hands on: 07 ensemble

A group of predictors is called an enselmble.

Voting Classifiers

Aggregate the predictions of each classifier and predict the class that gets the most votes. This majority-vote classifier is called a hard voting classifier.

Due to the law of large numbers, when we have a sufficient number of diverse weak learners, the ensemble can still be a strong learner. If all classifiers are perfectly independent will be better, not the case here since they are trained on the same data and thus are likely to make the same types of errors.

from sklearn.ensemble import RandomForestClassifier, VotingClassifier
from sklearn.linear_model import LogisticRegression
from sklearn.svm import SVC

log_clf = LogisticRegression()
rnd_clf = RandomForestClassifier()
svm_clf = SVC()

voting_clf = VotingClassifier(estimators=[('lr', log_clf), ('rf', rnd_clf), ('svc', svm_clf)], voting='hard')
voting_clf.fit(xtrain, ytrain)

If all classifiers are able to estimate class probabilities, then we can tell scikit-learn to predict the class with the highest class prob, averaged over all individual classifier. This is called soft voting.

Bagging and Pasting

We can use same training algorithm for every predictor and train them on different random subsets of the training set. When sampling is performed with replacement, it is called bagging (short for bootstrap aggregating). When w/o replacement, it is called pasting. Generally, after aggregation, the net result has a similar bias but a lower variance.

from sklearn.ensemble import BaggingClassifier
from sklearn.tree import DecisionTreeClassifier

bg_clf = BaggingClassifier(
    DecisionTreeClassifier(), n_estimators=500, 
    max_sampels=100, boot_strp=True, n_jobs=-1
bag_clf.fit(xtrain, ytrain)

The Bagging Classifier automatically performs soft voting if the base classifier can estimate class probabilities.

Bagging introduces a bit more diversity in the subsets that each predictor is trained on, so it ends up with a slightly higher bias than pasting and less variance.

Out-of-Bag Eval

With Bagging, some instances maybe sampled several times for any given predictor, while others may not be sampled at all. On overage about 63% of the training instances are sampled for each predictor. The remaining 37% are called out-of-bag (oob) instances (not the same 37% for all predictors). As a result, we do not need for a separate validation set. We can set oob_score=True to request an automatic oob evaluation after training.

bag_clf = BaggingClassifier(
    DecisionTreClassifier(), n_estimators=100,
    bootstrap=True, n_jobs_=-1, oob_score=True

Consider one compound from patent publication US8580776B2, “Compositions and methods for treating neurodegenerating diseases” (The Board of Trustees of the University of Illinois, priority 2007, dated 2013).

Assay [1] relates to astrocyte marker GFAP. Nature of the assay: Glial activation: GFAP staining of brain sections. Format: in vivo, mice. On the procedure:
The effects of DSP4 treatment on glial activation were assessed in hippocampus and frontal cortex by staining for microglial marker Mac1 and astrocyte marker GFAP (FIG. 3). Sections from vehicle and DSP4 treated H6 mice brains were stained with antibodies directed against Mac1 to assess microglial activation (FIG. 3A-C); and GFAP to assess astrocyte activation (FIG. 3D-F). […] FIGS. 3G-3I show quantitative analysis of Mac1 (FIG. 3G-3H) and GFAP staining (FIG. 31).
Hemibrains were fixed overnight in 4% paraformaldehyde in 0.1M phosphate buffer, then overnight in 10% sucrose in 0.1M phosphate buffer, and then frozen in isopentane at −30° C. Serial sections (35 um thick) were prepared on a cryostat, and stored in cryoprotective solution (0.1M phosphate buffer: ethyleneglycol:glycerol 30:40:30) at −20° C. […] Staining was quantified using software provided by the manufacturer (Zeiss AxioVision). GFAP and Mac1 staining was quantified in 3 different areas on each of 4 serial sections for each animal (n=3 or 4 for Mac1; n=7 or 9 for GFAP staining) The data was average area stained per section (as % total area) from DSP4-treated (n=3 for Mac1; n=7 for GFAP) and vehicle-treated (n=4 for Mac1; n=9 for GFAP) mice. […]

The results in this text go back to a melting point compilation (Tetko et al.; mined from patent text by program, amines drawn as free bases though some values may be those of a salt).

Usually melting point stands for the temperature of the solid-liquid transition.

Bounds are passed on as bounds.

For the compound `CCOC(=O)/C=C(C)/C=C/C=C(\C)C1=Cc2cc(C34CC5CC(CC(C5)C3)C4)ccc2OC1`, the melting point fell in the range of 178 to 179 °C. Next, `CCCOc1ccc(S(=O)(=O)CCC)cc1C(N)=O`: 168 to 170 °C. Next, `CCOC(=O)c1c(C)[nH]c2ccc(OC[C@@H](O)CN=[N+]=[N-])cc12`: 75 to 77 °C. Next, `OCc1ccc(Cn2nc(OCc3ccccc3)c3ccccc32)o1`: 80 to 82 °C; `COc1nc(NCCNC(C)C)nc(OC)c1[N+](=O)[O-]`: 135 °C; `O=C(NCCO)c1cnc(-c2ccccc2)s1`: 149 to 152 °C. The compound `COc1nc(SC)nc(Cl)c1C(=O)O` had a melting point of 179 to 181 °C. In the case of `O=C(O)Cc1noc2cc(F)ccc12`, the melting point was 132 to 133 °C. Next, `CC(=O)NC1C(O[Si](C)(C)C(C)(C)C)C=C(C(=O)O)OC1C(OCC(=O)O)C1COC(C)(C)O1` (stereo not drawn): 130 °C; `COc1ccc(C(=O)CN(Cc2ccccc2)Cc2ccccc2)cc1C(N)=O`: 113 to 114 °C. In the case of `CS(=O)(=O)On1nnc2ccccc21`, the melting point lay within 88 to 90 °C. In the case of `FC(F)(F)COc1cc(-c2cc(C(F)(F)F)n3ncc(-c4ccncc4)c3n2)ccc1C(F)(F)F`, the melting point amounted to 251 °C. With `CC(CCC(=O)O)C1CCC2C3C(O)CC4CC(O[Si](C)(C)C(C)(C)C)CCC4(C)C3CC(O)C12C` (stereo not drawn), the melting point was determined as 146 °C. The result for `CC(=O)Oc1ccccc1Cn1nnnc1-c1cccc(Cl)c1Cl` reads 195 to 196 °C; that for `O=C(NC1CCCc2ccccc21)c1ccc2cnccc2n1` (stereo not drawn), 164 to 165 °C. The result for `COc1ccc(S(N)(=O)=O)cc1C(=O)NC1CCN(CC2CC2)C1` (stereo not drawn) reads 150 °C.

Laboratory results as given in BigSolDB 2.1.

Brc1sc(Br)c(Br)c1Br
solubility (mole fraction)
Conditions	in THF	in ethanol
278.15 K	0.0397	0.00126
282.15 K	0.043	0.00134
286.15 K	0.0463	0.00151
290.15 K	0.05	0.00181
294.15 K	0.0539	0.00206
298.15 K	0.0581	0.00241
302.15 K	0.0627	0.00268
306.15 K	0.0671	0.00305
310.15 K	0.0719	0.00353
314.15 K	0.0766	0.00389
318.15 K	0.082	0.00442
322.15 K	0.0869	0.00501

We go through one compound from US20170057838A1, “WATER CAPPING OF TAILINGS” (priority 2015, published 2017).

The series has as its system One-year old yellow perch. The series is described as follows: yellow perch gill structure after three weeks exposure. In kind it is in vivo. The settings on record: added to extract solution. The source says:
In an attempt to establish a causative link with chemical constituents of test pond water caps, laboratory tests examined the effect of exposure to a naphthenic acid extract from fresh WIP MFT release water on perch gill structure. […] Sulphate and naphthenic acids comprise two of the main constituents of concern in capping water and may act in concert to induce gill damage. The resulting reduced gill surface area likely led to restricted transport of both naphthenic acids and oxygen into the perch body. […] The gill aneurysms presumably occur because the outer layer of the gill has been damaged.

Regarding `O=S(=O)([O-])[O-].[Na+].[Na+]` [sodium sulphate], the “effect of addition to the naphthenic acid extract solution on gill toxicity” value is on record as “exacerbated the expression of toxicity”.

bag_clf.fit(xtrain, ytrain)

Random Patches and Random Subspaces

Sampling is controlled by two hyperparas: max_features and bootstrap_features. This tech is useful when we deal with high-dimensional inputs. Sampling both training instances and features is called the Random Patches. Keeping all training instances but sampling features is called the Random Subspaces.


RF is an ensemble of Decision Trees, generally trained via the bagging method, with max_samples set to the size of the training set.

from sklearn.ensemble import RandomForestClassifier

rnd_clf = RandomForestClassifier(n_estimators=500, max_leaf_nodes=16, n_jobs=-1)
rnd_clf.fit(xtrain, ytrain)

A RF classifier has almost all hyperparameters of a DT classifier plus those of a Bagging classifier.

The following bagging is similar to RF.

bag = BaggingClassifier(
    DecisionTreeClassifier(splitter="random", max_leaf_nodes=16), n_estimators=500, max_samples=1.0, bootstrap=True, n_jobs=-1

extra trees

Extremely Randomized Trees ensemble (extra-trees): We can make trees more random by using random thresholds for each feature rather than searching for the best possible thresholds.

Feature Importance

We can measure the relative importance of each feature. Scikit-learn measures importance by looking at how much the nodes that use this feature reduce impurity on average.

rf_clf = RandomForestClassifier(n_estimators=500, n_jobs=-1)
rf_clf.fit(iris["data"], iris["target"])
for name, score in zip(iris["feature_names"], rf_clf.feature_importances_):
    print(name, score)


Boosting refers to any Ensemble method that can combine several weak learners into a strong learner. The general idea of most boosting method is to train predictors sequentially, each trying to correct its predecessor.